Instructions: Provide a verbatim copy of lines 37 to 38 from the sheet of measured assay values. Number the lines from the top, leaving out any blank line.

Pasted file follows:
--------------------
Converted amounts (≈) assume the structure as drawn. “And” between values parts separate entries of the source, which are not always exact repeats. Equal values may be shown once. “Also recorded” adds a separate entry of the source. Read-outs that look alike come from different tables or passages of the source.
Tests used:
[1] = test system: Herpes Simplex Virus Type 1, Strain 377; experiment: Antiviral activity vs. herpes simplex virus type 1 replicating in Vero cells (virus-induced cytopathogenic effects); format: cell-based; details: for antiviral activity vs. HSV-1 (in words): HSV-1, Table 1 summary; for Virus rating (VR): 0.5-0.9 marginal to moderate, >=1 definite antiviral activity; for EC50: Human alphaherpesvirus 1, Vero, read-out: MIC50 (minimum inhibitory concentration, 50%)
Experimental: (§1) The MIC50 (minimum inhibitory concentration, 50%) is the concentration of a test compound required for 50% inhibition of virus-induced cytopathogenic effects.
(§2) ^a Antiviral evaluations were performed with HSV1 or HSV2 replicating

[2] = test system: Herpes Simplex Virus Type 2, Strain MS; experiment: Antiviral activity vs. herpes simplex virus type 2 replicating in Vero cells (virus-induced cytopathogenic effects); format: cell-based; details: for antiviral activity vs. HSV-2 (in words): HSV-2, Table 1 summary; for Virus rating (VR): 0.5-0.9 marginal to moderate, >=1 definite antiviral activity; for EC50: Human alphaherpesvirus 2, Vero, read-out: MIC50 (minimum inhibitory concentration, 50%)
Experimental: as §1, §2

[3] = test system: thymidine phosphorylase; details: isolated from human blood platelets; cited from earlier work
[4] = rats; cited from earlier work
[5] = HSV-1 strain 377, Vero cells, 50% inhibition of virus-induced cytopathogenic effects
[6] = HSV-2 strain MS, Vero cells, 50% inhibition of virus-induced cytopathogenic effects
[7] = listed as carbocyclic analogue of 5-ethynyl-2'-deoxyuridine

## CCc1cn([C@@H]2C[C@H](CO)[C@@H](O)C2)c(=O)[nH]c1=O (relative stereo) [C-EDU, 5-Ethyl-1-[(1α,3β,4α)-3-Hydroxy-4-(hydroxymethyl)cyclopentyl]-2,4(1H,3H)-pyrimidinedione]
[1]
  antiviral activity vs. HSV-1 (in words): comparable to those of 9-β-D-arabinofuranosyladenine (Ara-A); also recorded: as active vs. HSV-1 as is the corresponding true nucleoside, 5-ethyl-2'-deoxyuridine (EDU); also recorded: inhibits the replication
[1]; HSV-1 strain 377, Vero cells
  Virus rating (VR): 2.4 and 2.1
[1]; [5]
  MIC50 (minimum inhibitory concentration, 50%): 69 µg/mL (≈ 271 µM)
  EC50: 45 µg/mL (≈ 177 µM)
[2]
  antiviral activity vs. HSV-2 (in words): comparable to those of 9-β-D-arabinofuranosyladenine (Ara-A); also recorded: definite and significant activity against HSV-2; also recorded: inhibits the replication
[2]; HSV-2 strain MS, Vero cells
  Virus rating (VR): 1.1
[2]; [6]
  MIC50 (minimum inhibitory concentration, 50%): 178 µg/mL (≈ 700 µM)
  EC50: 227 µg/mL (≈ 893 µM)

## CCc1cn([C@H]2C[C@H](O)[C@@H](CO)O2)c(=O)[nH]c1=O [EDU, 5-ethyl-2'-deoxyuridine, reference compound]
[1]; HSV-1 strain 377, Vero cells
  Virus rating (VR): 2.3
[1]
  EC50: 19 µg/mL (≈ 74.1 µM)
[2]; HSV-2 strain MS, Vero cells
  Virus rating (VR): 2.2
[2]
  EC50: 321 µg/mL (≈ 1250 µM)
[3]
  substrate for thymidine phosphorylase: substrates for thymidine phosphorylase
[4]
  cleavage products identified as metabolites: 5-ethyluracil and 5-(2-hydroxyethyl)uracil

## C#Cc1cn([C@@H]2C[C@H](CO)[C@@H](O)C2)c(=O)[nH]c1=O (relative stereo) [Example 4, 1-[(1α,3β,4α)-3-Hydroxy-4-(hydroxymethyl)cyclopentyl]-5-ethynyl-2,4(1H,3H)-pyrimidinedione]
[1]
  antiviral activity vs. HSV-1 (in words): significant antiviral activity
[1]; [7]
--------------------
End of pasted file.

[3]
  substrate for thymidine phosphorylase: substrates for thymidine phosphorylase